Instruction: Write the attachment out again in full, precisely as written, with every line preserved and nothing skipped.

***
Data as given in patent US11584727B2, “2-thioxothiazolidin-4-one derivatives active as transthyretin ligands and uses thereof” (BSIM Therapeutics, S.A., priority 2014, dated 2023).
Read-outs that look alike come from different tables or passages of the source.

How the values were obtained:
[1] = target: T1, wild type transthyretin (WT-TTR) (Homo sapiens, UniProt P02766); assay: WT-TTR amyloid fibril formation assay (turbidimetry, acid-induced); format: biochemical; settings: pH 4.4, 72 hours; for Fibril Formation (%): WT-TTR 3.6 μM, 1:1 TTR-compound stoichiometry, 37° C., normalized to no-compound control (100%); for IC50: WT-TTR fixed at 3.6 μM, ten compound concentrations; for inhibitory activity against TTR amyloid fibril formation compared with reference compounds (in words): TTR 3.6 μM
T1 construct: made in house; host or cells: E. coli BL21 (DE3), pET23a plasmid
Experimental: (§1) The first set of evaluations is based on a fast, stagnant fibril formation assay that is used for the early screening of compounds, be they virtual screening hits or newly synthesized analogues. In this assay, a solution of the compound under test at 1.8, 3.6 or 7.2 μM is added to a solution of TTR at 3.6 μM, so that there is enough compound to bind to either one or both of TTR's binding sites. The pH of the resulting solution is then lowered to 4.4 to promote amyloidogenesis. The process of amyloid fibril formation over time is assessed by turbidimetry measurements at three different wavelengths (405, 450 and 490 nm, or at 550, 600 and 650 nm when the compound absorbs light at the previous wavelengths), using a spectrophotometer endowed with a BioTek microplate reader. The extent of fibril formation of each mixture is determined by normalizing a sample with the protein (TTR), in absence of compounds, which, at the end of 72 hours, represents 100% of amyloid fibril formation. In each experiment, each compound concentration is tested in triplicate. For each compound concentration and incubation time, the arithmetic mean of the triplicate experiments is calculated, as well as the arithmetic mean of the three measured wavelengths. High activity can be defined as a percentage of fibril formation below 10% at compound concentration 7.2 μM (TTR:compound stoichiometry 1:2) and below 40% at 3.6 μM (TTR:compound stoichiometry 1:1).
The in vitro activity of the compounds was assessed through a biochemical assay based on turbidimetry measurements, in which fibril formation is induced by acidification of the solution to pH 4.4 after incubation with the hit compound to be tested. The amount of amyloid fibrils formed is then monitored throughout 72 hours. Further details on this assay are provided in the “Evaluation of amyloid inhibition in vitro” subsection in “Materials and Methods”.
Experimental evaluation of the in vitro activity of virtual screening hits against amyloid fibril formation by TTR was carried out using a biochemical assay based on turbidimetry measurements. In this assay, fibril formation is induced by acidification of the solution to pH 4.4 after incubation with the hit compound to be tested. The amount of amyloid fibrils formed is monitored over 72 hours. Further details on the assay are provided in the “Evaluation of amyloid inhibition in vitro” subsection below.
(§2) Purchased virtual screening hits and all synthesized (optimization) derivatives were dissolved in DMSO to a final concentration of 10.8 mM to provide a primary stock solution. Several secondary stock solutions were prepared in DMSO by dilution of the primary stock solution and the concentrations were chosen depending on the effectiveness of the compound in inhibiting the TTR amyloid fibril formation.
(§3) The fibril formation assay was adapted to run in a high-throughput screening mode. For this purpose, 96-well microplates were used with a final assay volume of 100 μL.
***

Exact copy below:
Data as given in patent US11584727B2, “2-thioxothiazolidin-4-one derivatives active as transthyretin ligands and uses thereof” (BSIM Therapeutics, S.A., priority 2014, dated 2023).
Read-outs that look alike come from different tables or passages of the source.

How the values were obtained:
[1] = target: T1, wild type transthyretin (WT-TTR) (Homo sapiens, UniProt P02766); assay: WT-TTR amyloid fibril formation assay (turbidimetry, acid-induced); format: biochemical; settings: pH 4.4, 72 hours; for Fibril Formation (%): WT-TTR 3.6 μM, 1:1 TTR-compound stoichiometry, 37° C., normalized to no-compound control (100%); for IC50: WT-TTR fixed at 3.6 μM, ten compound concentrations; for inhibitory activity against TTR amyloid fibril formation compared with reference compounds (in words): TTR 3.6 μM
T1 construct: made in house; host or cells: E. coli BL21 (DE3), pET23a plasmid
Experimental: (§1) The first set of evaluations is based on a fast, stagnant fibril formation assay that is used for the early screening of compounds, be they virtual screening hits or newly synthesized analogues. In this assay, a solution of the compound under test at 1.8, 3.6 or 7.2 μM is added to a solution of TTR at 3.6 μM, so that there is enough compound to bind to either one or both of TTR's binding sites. The pH of the resulting solution is then lowered to 4.4 to promote amyloidogenesis. The process of amyloid fibril formation over time is assessed by turbidimetry measurements at three different wavelengths (405, 450 and 490 nm, or at 550, 600 and 650 nm when the compound absorbs light at the previous wavelengths), using a spectrophotometer endowed with a BioTek microplate reader. The extent of fibril formation of each mixture is determined by normalizing a sample with the protein (TTR), in absence of compounds, which, at the end of 72 hours, represents 100% of amyloid fibril formation. In each experiment, each compound concentration is tested in triplicate. For each compound concentration and incubation time, the arithmetic mean of the triplicate experiments is calculated, as well as the arithmetic mean of the three measured wavelengths. High activity can be defined as a percentage of fibril formation below 10% at compound concentration 7.2 μM (TTR:compound stoichiometry 1:2) and below 40% at 3.6 μM (TTR:compound stoichiometry 1:1).
The in vitro activity of the compounds was assessed through a biochemical assay based on turbidimetry measurements, in which fibril formation is induced by acidification of the solution to pH 4.4 after incubation with the hit compound to be tested. The amount of amyloid fibrils formed is then monitored throughout 72 hours. Further details on this assay are provided in the “Evaluation of amyloid inhibition in vitro” subsection in “Materials and Methods”.
Experimental evaluation of the in vitro activity of virtual screening hits against amyloid fibril formation by TTR was carried out using a biochemical assay based on turbidimetry measurements. In this assay, fibril formation is induced by acidification of the solution to pH 4.4 after incubation with the hit compound to be tested. The amount of amyloid fibrils formed is monitored over 72 hours. Further details on the assay are provided in the “Evaluation of amyloid inhibition in vitro” subsection below.
(§2) Purchased virtual screening hits and all synthesized (optimization) derivatives were dissolved in DMSO to a final concentration of 10.8 mM to provide a primary stock solution. Several secondary stock solutions were prepared in DMSO by dilution of the primary stock solution and the concentrations were chosen depending on the effectiveness of the compound in inhibiting the TTR amyloid fibril formation.
(§3) The fibril formation assay was adapted to run in a high-throughput screening mode. For this purpose, 96-well microplates were used with a final assay volume of 100 μL.